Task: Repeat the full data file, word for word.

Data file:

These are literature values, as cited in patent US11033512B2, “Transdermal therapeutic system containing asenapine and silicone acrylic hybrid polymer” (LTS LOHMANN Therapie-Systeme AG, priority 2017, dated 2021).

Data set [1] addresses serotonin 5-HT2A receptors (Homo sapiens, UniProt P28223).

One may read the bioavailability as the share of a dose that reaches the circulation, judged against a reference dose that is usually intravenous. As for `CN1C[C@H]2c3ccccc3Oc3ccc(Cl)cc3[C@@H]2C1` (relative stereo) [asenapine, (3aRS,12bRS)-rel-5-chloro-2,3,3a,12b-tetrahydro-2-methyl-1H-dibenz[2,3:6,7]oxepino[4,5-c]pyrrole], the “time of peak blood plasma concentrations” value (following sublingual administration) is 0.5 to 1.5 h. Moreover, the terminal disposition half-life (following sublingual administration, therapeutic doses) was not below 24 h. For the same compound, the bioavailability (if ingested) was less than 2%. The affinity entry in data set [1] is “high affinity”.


These are literature values, as cited in patent US11033512B2, “Transdermal therapeutic system containing asenapine and silicone acrylic hybrid polymer” (LTS LOHMANN Therapie-Systeme AG, priority 2017, dated 2021).

Data set [1] addresses serotonin 5-HT2A receptors (Homo sapiens, UniProt P28223).

One may read the bioavailability as the share of a dose that reaches the circulation, judged against a reference dose that is usually intravenous. As for `CN1C[C@H]2c3ccccc3Oc3ccc(Cl)cc3[C@@H]2C1` (relative stereo) [asenapine, (3aRS,12bRS)-rel-5-chloro-2,3,3a,12b-tetrahydro-2-methyl-1H-dibenz[2,3:6,7]oxepino[4,5-c]pyrrole], the “time of peak blood plasma concentrations” value (following sublingual administration) is 0.5 to 1.5 h. Moreover, the terminal disposition half-life (following sublingual administration, therapeutic doses) was not below 24 h. For the same compound, the bioavailability (if ingested) was less than 2%. The affinity entry in data set [1] is “high affinity”.